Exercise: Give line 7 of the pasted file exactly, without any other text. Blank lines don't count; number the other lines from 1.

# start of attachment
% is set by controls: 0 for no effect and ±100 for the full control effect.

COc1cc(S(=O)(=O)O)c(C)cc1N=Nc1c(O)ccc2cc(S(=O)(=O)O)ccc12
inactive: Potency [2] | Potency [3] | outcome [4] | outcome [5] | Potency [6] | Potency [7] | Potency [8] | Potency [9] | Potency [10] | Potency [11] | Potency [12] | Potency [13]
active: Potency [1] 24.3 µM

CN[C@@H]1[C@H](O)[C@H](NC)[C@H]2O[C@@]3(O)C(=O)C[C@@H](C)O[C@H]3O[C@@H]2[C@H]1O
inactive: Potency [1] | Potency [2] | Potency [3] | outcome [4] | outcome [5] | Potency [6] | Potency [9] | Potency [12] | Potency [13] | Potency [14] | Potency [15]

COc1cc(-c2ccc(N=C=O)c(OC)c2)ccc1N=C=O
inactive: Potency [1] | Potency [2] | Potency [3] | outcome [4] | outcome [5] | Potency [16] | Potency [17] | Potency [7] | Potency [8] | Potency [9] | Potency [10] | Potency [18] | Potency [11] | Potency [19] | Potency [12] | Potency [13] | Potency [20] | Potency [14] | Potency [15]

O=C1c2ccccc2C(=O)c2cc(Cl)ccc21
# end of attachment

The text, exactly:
COc1cc(-c2ccc(N=C=O)c(OC)c2)ccc1N=C=O